Next, enter the Fès el- Bali through the symmetrical horse shoe arches at Bab Boujeloud (The Blue Gate). Fès -el Bali, best characterized as a sea of rooftops embellished with minarets and domes, is too narrow for cars. Aside from walking, donkeys and mules are still the best way to travel within the cities old walls.
Upon entering Rue Talaa Kebira, the main street in the medina, you will see lines of shops covered by canopies. Make your way to the Karaouiyine Mosque. Located in the Karaouiyine quarter, the Mosque is one of the oldest in the world and functioned as the first university in Morocco. After your visit, continue along the streets which will lead you to some of Fes’ most important buildings including Dar el- Magana, a fourteenth century water clock and Zaouia el Tijaniya, containing the tomb of Ahmed el Tijani, who spread his infamous doctrine Tariqq el- Tijaniya (The Way) throughout Morocco.
Moving along, stop to admire Ech Cherabliyine Mosque (Mosque of the Slipper makers) then browse the surrounding lines of souks selling henna, slippers, caftans, silks, jewelry and spices crowded around the kissaria. Next visit the UNESCO recognized site, Fondouk el- Najjarine. Within the foundouk’s three floors is theMusée de Bois, which displays carved doors from the Bou Inania Medersa.
Stop for lunch within the medina at one of the fine Moroccan palace-restaurants that serves an extravaganza of mezas (small plates of food) common among Fassis tradition. The mezas that are often brought to your table prior to the large mid-day meal will be several of these: Choukchouka salad, Zaalouk salad, Carrots with Cumin Seed, raisin and orange salad, Cold radish, orange, and Fennel Salad. The mezas are traditionally followed by the main meal which will include the option of a: Lamb, Prune, and Date Tagine, a Chicken Tagine with Olives and Preserved Lemons or a Vegetable Tagine. For desert you will be served with fruit/ or local Moroccan pastries along with Mint Tea.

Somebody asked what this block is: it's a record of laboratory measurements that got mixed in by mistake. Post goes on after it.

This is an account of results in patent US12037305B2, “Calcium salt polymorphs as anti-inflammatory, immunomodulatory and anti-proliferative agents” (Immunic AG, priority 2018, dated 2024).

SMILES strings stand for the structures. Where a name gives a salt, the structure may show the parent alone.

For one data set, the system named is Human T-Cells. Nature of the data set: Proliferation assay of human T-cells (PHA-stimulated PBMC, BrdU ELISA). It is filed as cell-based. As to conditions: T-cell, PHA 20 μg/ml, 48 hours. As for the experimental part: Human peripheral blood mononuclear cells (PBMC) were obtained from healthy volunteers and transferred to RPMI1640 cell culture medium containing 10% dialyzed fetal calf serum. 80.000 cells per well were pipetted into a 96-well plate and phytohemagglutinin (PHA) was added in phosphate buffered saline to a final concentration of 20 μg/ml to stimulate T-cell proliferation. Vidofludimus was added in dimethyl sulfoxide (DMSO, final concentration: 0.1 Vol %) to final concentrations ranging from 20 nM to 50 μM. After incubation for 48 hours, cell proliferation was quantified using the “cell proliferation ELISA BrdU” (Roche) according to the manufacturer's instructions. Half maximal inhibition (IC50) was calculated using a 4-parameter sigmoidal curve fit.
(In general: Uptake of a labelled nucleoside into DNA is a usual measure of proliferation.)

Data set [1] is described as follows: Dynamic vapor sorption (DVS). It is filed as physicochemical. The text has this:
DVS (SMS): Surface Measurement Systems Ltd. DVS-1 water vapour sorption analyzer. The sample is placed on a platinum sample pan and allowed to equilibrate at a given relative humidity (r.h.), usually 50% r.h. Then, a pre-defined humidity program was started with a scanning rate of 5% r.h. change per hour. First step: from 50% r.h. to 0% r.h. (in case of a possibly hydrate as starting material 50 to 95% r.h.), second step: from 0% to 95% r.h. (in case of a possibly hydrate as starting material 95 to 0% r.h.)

After lunch we will visit the Musée Dar el- Batha to view the great collection of pottery, leather-work, wood, books and manuscripts from the nineteenth century.
Next, enter Bab el Ftouh, the “Gateway of the Aperture” to explore the Andalusian quarter, a residential part of the medina laced with monuments.
Visit the El- Sahrij Medersa and the Mausoleum of Sidi Bou Ghaleb. Our last part of the tour will take you into the Fès el Jedid, a kasbah which functioned as Morocco’s administrative center until 1912. Explore the royal palace and many interesting quarters including the Moulay Abdalllah Quarter, the Mellah (Jewish Quarter) and a little farther down south lies Ville Nouvelle (The New Quarter).
Within the medina, we will the following historical sites:
Medersa Bou Inania: An (Islamic school) founded by Abu Inan Faris that is highly decorated from floor to ceiling. The medersa is one of the few religious places in Morocco that is accessible to non-Islamic tourists.
Kairaouine Mosque: Morocco’s second largest mosque was built by Fatima in 857. The Kairaouine Mosque became the home of the West's first university and the world's foremost center of learning at the beginning of the second millennium.
University of Al-Karaouine: Founded in 859, this university is one of the leading spiritual and educational centers of the Muslim world and is considered the oldest continuously operating institution of higher learning in the world.
Medersa el Attarin: A (Koranic school) that was named for local spice merchants known as attar. Founded by Sultan Abou Saïd in the 14th century as a students' dormitory, it is attached to the Kairaouine Mosque.
Zaouia Moulay Idriss II: A zaouia (shrine) dedicated to and the tomb of Moulay Idriss II, who ruled Morocco from 807 to 828 and founded the city of Fès for the second time in 810.